With little discussion, a Senate panel voted Tuesday to send a slightly altered version of Gov. Sam Brownback’s tax-cutting proposal to the full Senate for a vote.
The plan retains the real estate property tax deduction Brownback had proposed eliminating that gives roughly 372,000 Kansans an average break of $125.
But it's still likely to face serious opposition because it continues a temporary sales tax hike and eliminates the home mortgage interest deduction that saves the average Kansan claiming the deduction $300 a year.
The altered plan would mean the state still would increase its collection of tax dollars and still would face projected budget deficits in coming years. But Senate Majority Leader Terry Bruce, R-Hutchinson, said spending cuts and growth caused by tax cuts will help the state balance its budget and improve the economy.
The Senate will likely debate the tax plan next week, he said.
Bruce suggested the tax cuts may be closer to a proposal Brownback pitched at the start of last year's legislative session, which cut tax rates and eliminated a batch of tax credits and deductions.
"There are so many working parts and components that it's easy to go on these intellectual odysseys and get lost in the weeds," Bruce said. "But eventually you come full circle and find a way out — being the simple thing, which is close to the governor's original proposal."
Ultimately, Bruce said, a tax cut package will likely be worked out later in the legislative session through grueling negotiations between a few members of the House and Senate — a process that frustrated lawmakers last year.
"There's not enough whiskey in Ireland for me to be on that conference committee," he joked.
Alghouth retaining the real estate tax deduction makes the plan more palatable to some lawmakers, it still results in the state collecting more tax dollars than it would have under the drastic tax cuts Brownback signed into law last year.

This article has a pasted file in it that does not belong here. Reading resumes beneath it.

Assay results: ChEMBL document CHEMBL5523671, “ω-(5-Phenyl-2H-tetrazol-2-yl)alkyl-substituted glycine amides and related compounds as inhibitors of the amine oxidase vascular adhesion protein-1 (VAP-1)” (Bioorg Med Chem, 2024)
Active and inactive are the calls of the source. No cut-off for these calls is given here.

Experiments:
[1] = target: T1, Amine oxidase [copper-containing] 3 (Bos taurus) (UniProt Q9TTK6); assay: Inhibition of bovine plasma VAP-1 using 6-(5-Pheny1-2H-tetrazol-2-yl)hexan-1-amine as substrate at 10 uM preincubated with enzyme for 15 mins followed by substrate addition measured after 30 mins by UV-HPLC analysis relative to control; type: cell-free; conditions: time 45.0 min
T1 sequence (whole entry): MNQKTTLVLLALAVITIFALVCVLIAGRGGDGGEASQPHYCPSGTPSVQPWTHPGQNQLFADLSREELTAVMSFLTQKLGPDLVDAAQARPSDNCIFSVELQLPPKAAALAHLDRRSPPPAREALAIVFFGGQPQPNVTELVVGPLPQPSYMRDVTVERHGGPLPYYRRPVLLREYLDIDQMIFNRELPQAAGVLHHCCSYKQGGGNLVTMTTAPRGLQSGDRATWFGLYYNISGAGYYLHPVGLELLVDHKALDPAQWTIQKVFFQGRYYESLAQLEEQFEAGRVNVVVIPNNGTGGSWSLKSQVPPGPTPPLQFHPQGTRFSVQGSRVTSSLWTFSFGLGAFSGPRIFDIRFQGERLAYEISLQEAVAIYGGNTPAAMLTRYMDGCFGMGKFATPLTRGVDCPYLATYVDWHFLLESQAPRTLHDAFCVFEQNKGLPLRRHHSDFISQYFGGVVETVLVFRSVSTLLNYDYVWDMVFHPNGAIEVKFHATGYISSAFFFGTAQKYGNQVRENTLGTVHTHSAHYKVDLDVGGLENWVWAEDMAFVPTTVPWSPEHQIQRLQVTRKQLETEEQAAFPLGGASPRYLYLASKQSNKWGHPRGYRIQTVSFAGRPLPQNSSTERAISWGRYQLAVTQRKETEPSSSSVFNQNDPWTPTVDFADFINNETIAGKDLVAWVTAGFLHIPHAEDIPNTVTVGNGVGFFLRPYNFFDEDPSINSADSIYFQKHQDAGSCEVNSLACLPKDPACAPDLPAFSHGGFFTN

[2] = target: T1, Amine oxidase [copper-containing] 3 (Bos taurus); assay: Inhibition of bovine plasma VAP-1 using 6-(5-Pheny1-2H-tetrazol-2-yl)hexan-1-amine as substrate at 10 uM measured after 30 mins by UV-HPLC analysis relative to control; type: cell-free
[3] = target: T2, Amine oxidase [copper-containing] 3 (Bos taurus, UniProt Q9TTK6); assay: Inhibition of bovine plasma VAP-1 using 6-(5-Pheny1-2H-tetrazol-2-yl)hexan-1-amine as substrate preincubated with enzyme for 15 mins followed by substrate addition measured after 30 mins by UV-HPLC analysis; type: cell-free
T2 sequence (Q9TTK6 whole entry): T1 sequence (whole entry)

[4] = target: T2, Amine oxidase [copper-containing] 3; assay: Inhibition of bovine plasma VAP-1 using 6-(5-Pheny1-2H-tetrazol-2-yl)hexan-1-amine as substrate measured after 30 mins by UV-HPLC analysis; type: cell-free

Under the new plan, which limits budget problems created by last year's cuts, the state would collect nearly $950 million more over the next three years before the state starts collecting less in 2017.
Over five years, the plan equates to a $377 million tax increase — although that figure ignores the impact of major tax cuts approved last year.
"This now represents the largest tax increase in history," said Senate Minority Leader Anthony Hensley, D-Topeka. "If anybody votes for this, it's a tax increase, pure and simple."
Hensley said he expects lawmakers to propose eliminating other tax credits and deductions to make it more palatable.
"I think you're going to have a pretty contentious debate over this whole bill," he said.
Brownback’s plan starts by lowering the state’s lowest tax bracket from 3 percent to 2.5 percent in 2014 and 2015 before dropping it to 1.9 percent in 2016. The top rate would drop from 4.9 percent to 3.5 percent in 2017. In following years, his plan sends any growth in state revenue beyond 4 percent to pay for more income tax rate reductions.
Eventually, Brownback projects the plan will lead to the elimination of income taxes in Kansas.
His plan mostly retains existing state services by extending a six-tenths of a cent sales tax that would have gone away this summer, generating $262 million, and by cutting mortgage interest deductions.
Tax cuts approved last year dropped the state’s top two rates from 6.25 percent and 6.45 percent to 3.9 percent. It dropped the lower bracket from 3.5 percent to 3 percent, and it eliminated non-wage income taxes for about 191,000 small businesses and farms.
Luke Bell, a lobbyist with the Kansas Association or Realtors, said keeping the property tax deduction helps. But he said his organization will continue to fight to keep the mortgage interest deduction.
"The debate is not over," he said.